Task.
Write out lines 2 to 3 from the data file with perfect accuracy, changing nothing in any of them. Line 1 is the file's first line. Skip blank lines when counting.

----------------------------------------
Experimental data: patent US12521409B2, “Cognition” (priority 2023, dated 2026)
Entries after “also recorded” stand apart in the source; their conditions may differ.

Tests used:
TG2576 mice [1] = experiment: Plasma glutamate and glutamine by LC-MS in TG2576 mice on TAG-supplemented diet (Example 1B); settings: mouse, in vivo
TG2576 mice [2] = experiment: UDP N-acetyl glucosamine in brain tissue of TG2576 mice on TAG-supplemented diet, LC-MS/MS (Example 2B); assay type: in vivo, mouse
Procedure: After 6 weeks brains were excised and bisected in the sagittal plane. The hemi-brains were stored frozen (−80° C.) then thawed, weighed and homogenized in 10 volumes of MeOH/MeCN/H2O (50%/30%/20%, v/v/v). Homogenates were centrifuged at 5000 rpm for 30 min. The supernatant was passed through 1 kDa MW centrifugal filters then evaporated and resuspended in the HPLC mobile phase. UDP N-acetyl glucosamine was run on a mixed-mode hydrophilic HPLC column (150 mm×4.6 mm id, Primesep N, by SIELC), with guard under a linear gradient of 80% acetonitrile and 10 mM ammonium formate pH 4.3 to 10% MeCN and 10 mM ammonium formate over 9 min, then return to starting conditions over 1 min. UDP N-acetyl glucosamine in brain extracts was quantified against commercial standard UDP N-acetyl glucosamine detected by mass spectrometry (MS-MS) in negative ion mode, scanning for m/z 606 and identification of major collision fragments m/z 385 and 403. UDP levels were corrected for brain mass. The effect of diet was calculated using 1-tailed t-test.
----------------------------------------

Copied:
Entries after “also recorded” stand apart in the source; their conditions may differ.

Tests used: